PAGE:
|A tiger shark, Galeocerdo cuvier|
D. S. Jordan & Evermann, 1896
Requiem sharks are sharks of the family Carcharhinidae in the order Carcharhiniformes. They are migratory, live-bearing sharks of warm seas (sometimes of brackish or fresh water) and include such species as the tiger shark, bull shark, lemon shark, spinner shark, blacknose shark, blacktip shark, grey reef shark, blacktip reef shark, silky shark, dusky shark, blue shark, copper shark, oceanic whitetip shark, and whitetip reef shark.
Family members have the usual carcharhiniform characteristics. Their eyes are round, and one or two gill slits fall over the pectoral fin base. Most species are viviparous, the young being born fully developed. They vary widely in size, from as small as 69 cm (2.26 ft) adult length in the Australian sharpnose shark, up to 5.5 m (18 ft) adult length in the tiger shark. Scientists assume that the size and shape of their pectoral fins have the right dimensions to minimize transport cost. Requiem sharks tend to live in more tropical areas, but tend to migrate. Females release a chemical in the ocean in order to let the males know they are ready to mate. Typical mating time for these sharks is around spring to autumn.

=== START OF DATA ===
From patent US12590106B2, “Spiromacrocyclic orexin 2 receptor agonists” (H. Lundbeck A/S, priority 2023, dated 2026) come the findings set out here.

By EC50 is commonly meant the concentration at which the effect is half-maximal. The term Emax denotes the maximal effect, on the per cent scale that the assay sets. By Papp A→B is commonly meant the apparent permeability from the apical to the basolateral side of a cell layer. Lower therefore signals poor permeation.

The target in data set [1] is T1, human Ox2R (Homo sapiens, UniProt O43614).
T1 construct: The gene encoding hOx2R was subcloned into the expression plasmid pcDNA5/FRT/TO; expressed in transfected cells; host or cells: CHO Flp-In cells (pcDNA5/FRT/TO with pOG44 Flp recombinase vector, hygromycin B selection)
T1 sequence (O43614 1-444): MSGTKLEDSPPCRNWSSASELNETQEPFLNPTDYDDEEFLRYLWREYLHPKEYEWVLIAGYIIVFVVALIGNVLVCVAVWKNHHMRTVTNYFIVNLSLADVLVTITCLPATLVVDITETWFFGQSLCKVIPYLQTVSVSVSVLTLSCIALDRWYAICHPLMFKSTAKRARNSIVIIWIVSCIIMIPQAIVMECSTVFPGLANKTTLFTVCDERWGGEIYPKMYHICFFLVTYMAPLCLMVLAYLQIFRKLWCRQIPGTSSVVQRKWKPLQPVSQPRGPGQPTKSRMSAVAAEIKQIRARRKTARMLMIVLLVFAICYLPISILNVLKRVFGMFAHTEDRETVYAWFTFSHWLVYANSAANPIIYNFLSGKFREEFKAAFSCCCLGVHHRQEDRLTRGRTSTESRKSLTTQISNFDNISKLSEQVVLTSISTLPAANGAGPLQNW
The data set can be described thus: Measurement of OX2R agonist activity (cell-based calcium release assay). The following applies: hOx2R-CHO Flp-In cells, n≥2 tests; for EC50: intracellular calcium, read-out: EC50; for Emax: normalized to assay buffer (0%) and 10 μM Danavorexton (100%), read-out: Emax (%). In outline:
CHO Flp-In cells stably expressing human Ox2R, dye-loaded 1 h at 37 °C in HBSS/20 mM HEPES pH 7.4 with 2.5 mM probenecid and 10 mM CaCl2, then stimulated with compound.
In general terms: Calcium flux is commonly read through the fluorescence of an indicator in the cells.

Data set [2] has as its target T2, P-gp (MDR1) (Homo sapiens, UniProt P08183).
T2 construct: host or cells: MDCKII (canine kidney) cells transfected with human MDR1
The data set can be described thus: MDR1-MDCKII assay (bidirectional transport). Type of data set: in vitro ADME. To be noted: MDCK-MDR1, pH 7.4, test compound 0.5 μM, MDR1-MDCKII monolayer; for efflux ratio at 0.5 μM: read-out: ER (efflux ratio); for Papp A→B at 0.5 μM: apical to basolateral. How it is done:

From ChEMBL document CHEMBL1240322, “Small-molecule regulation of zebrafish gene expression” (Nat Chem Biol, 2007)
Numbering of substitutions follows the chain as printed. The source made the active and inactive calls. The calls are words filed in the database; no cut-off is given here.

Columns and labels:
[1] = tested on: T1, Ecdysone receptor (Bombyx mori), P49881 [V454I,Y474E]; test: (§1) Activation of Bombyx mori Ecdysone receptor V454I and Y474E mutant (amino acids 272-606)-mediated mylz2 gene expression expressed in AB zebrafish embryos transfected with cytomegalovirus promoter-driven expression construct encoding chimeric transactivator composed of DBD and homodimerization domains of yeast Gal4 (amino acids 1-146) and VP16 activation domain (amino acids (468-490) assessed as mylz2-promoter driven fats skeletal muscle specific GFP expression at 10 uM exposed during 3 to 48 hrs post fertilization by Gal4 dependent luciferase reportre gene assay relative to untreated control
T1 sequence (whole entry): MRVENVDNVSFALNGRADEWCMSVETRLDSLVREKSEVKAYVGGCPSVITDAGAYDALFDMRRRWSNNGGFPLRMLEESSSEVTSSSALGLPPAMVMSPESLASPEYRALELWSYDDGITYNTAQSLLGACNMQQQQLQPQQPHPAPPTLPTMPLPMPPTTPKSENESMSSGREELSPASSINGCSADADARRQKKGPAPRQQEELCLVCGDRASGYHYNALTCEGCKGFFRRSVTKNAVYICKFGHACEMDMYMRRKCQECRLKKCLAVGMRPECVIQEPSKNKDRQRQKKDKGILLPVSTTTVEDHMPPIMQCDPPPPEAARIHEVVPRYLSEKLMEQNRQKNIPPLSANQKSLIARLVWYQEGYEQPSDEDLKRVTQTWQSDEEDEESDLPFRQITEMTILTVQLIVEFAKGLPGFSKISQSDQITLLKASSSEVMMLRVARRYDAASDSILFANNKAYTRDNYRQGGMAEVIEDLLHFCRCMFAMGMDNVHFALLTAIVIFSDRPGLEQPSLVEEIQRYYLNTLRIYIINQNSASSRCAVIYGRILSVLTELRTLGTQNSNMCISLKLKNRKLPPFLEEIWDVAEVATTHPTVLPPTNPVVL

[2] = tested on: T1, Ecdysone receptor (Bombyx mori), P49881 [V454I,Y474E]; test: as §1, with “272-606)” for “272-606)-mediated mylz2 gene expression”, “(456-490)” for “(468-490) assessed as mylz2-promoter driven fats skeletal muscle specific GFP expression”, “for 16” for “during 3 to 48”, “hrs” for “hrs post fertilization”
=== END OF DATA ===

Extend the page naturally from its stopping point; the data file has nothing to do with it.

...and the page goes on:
Requiem sharks are among the top five species involved in shark attacks on humans; however, due to the difficulty in identifying individual species, a degree of inaccuracy exists in attack records.
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